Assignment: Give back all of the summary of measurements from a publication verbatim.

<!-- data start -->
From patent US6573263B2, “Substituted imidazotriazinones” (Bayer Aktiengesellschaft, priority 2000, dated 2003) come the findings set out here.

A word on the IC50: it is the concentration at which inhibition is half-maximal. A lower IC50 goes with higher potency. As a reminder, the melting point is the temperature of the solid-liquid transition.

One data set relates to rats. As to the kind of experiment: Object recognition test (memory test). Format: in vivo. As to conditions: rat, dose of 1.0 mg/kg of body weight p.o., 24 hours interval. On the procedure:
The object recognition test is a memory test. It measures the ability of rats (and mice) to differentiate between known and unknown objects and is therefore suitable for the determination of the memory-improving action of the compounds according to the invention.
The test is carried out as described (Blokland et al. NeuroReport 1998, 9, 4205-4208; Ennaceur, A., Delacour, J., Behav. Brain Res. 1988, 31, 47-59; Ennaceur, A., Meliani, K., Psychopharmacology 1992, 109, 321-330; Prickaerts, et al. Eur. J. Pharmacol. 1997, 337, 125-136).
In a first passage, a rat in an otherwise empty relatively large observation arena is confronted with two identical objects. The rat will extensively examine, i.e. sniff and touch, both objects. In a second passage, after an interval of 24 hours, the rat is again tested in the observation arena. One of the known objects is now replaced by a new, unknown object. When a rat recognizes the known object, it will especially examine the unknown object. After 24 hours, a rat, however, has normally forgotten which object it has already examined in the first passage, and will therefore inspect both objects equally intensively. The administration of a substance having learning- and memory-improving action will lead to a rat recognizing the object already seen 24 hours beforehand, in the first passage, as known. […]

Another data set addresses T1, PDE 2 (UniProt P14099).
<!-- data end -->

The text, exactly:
From patent US6573263B2, “Substituted imidazotriazinones” (Bayer Aktiengesellschaft, priority 2000, dated 2003) come the findings set out here.

A word on the IC50: it is the concentration at which inhibition is half-maximal. A lower IC50 goes with higher potency. As a reminder, the melting point is the temperature of the solid-liquid transition.

One data set relates to rats. As to the kind of experiment: Object recognition test (memory test). Format: in vivo. As to conditions: rat, dose of 1.0 mg/kg of body weight p.o., 24 hours interval. On the procedure:
The object recognition test is a memory test. It measures the ability of rats (and mice) to differentiate between known and unknown objects and is therefore suitable for the determination of the memory-improving action of the compounds according to the invention.
The test is carried out as described (Blokland et al. NeuroReport 1998, 9, 4205-4208; Ennaceur, A., Delacour, J., Behav. Brain Res. 1988, 31, 47-59; Ennaceur, A., Meliani, K., Psychopharmacology 1992, 109, 321-330; Prickaerts, et al. Eur. J. Pharmacol. 1997, 337, 125-136).
In a first passage, a rat in an otherwise empty relatively large observation arena is confronted with two identical objects. The rat will extensively examine, i.e. sniff and touch, both objects. In a second passage, after an interval of 24 hours, the rat is again tested in the observation arena. One of the known objects is now replaced by a new, unknown object. When a rat recognizes the known object, it will especially examine the unknown object. After 24 hours, a rat, however, has normally forgotten which object it has already examined in the first passage, and will therefore inspect both objects equally intensively. The administration of a substance having learning- and memory-improving action will lead to a rat recognizing the object already seen 24 hours beforehand, in the first passage, as known. […]

Another data set addresses T1, PDE 2 (UniProt P14099).